The role of Continuous Positive Airway Pressure (CPAP) in asthma management has been well described (1). Higher positive end expiratory pressure is required to change baseline diameter of bronchus (2 ). Avoiding hyperinflation and high peak pressures have been the mainstays of mechanical ventilation in acute asthma. We describe a case of status asthmaticus responsive APRV.
A 21-year-old Caucasian female with history of moderate asthma presented to our Emergency Department with worsening dyspnea of four hours duration coupled with nonproductive cough, myalgias, coryza and rhinorrhea of three days duration. She described increasing dyspnea with wheezing requiring multiple emergency visits managed with standard therapy of antibiotics, bronchodilators and steroids over the preceding months. On presentation to our facility her only active prescription was Albuterol. She was initially admitted to general medicine with asthma exacerbation managed with bronchodilators, steroids and antibiotics. She deteriorated clinically and blood gas revealed an Arterial-alveolar gradient greater than 500 on 100% face mask and was admitted to the Intensive Care Unit. Investigations targeting shunt physiology were negative including computed tomography (CT) angiography of the chest and echocardiography with bubble study. She remained afebrile with mild leukocytosis and plain films of the chest revealed increasing basilar densities consistent with bibasilar ground glass seen on CT. The patient remained clinically unchanged despite aggressive medical therapy and was electively intubated on Day 3 to tolerate bronchoscopy with bronchoalveolar lavage (BAL) as imaging remained discordantly benign compared to the patients oxygen debt. She was placed on continuous positive airway pressure of 10 cm H2O with pressure support of 18 cm H2O with 80% FIO2 and saturations remained in the 85–95% range despite pulse dosing of steroids and continuous bronchodilator therapy. BAL revealed only mucous plugging with all cultures and stains negative for typical and atypical organisms. She began to have more frequent and sustained bouts of severe desaturation requiring escalating FIO2 and pressure support. The patient was cycled through multiple standard modes of ventilation with all being inferior to the patient’s clinical parameters on CPAP which was then, by Day 6, also failing. At that time the patient was placed on APRV with a P high /P low of 25/0 cm H2O and T high/T low of 5/0.85s generating a mean airway pressure of 21 cm H2O. Oxygen saturation rapidly increased to >95% and stabilized. Mean airway pressure was weaned deliberately to CPAP over a 24 hour period and the patient was durably extubated on hospital day 7.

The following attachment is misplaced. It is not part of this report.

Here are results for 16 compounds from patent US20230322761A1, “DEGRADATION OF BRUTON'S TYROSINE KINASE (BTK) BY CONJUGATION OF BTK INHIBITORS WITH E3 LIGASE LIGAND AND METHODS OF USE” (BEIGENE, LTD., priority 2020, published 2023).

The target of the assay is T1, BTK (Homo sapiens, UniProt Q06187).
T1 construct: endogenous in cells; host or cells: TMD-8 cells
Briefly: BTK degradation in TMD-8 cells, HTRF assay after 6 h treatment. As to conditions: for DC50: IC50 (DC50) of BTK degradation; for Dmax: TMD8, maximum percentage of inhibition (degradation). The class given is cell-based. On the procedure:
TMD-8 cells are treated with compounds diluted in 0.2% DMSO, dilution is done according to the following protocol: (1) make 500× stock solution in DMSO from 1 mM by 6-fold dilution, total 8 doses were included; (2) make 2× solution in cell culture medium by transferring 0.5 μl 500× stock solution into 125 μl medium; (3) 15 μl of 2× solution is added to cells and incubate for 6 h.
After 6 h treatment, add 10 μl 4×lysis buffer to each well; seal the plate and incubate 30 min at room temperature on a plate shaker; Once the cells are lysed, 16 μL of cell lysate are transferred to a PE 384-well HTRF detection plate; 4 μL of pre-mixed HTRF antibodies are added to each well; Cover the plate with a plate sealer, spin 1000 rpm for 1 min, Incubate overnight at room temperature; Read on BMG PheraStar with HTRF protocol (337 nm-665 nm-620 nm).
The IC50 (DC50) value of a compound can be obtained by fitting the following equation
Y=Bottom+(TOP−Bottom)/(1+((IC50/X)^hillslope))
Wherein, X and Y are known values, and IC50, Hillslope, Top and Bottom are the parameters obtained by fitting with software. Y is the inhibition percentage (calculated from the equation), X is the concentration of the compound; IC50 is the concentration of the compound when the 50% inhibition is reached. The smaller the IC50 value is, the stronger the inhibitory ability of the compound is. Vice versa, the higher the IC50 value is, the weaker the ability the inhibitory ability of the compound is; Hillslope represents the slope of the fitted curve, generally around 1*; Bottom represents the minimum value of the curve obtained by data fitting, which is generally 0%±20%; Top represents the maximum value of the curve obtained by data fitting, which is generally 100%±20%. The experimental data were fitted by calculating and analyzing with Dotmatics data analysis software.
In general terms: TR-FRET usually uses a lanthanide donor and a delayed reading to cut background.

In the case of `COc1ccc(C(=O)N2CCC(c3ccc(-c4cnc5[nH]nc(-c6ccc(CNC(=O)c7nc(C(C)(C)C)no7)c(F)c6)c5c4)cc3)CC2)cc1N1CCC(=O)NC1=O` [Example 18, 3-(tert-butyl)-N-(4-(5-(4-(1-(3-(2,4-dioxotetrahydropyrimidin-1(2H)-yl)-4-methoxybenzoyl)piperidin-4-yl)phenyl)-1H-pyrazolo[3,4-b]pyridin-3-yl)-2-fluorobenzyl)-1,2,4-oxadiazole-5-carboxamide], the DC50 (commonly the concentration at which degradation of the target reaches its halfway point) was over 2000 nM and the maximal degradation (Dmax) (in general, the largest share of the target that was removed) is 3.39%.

The use APRV in acute asthma has not been previously described. We document a rapid recovery in such a patient with the use of APRV. Xue et al demonstrated that hyperinflation of lungs with chronic CPAP decreases the airway responsiveness and contractile protein activation in airway smooth muscle (1). Whether or not this effect can be seen in acute settings with APRV is yet to be studied. It may be postulated that relief of air trapping with decreasing upper airway obstruction may be facilitated by the high MAP of APRV while the unique characteristics of APRV allow innocuous spontaneous respiration and, in our experience, a satiation of air hunger.
Clinical guidelines for mechanical ventilation in acute asthma remain controversial. We believe that the distinctive mode of APRV in asthma management is under utilized. It is our hope that this report provides the impetus for further study.
Naveed Hasan, No Financial Disclosure Information; No Product/Research Disclosure Information